UN Urged to Ensure Freedom of Expression and Opinion in Tibet

Elena Gaita

ICT’s Elena Gaita making a Statement on Tibet on behalf of the Helsinki Foundation for Human Rights at the UN Human Rights Council session in Geneva on June 18, 2015.

In a statement responding to the report by Special Rapporteur on the promotion and protection of the right to freedom of opinion and expression, Ms. Elena Gaita made a statement on behalf of Helsinki Foundation for Human Rights at the UN Human Rights Council in Geneva on June 18, 2015 urging the UN to ensure freedom of expression and opinion in Tibet.

Ms. Gaita, who is the Policy and Advocacy Officer at the International Campaign for Tibet office in Brussels, said in her statement, “In the current political climate in Tibetan areas of the PRC, almost any expression of cultural or national identity can be characterized as ‘splittist’ and ‘criminal’ with harsh punishments imposed. Control and surveillance, online and offline, are part of daily life.”

“We call upon the Human Rights Council, of which the Peoples’ Republic of China is a member, to ensure freedom of expression and opinion in Tibet, in particular with respect to the upcoming birthday of the 14th Dalai Lama,” she added.

Following is the full text of her statement.

GENERAL ASSEMBLY
Human Rights Council
Twenty-ninth session
June 18, 2015

Item 3: Interactive Dialogue – Report of the Special Rapporteur on the promotion and protection of the right to freedom of opinion and expression

Statement delivered by Ms. Elena Gaita on behalf of Helsinki Foundation for Human Rights (HFHR)

Mr. President,

We wish to thank the Special Rapporteur on the promotion and protection of the right to freedom of opinion and expression for his report. In particular, we commend the Special Rapporteur for stressing the importance of the right to freely express opinions in a modern communications and security environment.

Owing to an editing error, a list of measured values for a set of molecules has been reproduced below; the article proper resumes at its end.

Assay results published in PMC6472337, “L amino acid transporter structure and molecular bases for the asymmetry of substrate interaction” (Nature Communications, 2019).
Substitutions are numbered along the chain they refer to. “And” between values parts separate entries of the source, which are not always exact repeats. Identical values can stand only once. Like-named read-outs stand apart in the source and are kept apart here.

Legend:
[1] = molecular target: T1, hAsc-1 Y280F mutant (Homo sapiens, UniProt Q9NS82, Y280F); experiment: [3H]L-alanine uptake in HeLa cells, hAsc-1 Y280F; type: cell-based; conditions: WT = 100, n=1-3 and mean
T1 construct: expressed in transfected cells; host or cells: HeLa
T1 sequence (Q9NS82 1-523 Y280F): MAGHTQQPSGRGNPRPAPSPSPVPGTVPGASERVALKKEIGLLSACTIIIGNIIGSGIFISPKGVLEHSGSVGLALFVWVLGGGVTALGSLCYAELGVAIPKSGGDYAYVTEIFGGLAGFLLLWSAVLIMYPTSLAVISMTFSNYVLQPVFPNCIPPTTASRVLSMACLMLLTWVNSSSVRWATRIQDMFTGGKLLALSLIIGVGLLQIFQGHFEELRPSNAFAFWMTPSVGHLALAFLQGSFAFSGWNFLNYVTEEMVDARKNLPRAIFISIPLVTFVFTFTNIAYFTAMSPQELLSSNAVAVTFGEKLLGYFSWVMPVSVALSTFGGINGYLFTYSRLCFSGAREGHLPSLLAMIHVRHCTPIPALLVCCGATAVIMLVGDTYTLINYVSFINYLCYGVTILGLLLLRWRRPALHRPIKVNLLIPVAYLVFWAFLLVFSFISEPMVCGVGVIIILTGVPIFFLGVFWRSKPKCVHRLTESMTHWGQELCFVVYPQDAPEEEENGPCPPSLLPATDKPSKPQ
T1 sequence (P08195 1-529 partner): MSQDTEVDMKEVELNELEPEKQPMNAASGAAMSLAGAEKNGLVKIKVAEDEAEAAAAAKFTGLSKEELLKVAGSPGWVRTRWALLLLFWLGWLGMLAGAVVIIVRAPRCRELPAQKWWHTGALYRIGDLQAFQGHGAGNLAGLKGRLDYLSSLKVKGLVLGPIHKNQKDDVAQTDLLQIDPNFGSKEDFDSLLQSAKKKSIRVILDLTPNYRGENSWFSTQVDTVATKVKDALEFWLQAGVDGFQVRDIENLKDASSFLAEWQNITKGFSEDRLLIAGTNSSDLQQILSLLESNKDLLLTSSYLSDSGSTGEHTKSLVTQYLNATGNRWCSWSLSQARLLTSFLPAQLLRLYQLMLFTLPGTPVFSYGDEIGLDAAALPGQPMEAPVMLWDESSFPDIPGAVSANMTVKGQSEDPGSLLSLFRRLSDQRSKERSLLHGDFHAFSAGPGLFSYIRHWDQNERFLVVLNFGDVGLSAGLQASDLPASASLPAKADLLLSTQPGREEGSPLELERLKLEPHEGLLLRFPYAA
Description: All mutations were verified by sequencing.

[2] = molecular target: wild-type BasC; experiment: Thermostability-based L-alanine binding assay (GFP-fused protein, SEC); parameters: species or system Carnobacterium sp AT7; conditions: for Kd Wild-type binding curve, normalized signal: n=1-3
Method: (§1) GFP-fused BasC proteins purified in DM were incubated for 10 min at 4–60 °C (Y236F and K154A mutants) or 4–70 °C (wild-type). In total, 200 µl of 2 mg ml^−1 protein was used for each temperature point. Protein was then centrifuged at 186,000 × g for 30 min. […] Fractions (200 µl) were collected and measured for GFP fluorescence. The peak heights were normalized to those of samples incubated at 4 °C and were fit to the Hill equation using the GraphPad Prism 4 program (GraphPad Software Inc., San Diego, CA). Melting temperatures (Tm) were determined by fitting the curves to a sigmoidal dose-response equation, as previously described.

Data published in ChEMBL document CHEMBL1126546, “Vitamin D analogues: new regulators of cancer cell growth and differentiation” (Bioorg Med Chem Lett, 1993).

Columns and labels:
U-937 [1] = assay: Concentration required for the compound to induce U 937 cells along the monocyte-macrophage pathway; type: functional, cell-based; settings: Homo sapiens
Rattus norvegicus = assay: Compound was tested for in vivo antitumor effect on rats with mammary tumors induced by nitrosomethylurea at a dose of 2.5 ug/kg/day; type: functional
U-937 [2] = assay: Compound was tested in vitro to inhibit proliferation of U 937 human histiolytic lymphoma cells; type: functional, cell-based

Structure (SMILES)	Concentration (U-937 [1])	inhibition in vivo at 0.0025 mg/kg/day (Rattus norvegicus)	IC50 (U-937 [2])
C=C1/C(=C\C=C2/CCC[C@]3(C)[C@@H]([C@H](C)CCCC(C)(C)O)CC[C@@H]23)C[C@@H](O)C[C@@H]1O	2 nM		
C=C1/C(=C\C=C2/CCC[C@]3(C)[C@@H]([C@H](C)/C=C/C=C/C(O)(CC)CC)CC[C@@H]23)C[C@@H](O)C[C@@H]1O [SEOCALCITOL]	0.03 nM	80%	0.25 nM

In the current political climate in Tibetan areas of the PRC, almost any expression of cultural or national identity can be characterized as ‘splittist’ and ‘criminal’ with harsh punishments imposed. Control and surveillance, online and offline, are part of daily life.

It is disturbing that the People’s Republic of China, despite international standards and contravening relevant clauses of its own constitution, is aiming to promulgate laws that will further constrict space for expression.

New draft laws on overseas NGOs, national security and counter-terrorism that are in the final stages outline a ‘hyper-securitized’ framework of the Party state with vast discretionary powers. The conflation of “terrorism” with religious “extremism” in the laws gives scope for the penalization of almost any peaceful expression of Tibetan culture, religion or identity that may differ from those of the state, or any criticism of ethnic or religious policies. It also broadens the reach of the state into lay society, for instance requiring the strengthening of “counter-terrorism education” in schools.

Mr President, we believe these measures are deeply disturbing and counter-productive. We also wish to share our concerns about the possibility of the Chinese Government clamping down on Tibetan expression of reverence during the upcoming 80th birthday of the 14th Dalai Lama on July 6, 2015. Previously, Chinese armed police have violently interfered with peaceful celebrations of the Dalai Lama’s birthday. Two Tibetans were shot in the head and at least eight others seriously injured after police opened fire at unarmed Tibetans who had gathered for a picnic and to offer prayers at a sacred mountain in Nyitso, Tawu, on July 6, 2013.

We call upon the Human Rights Council, of which the Peoples’ Republic of China is a member, to ensure freedom of expression and opinion in Tibet, in particular with respect to the upcoming birthday of the 14th Dalai Lama.

Thank you, Mr. President.

 

Stay informed:
Get ICT’s latest reports and analysis: sign up for our e-mail list at savetibet.org/email »

, , , , , ,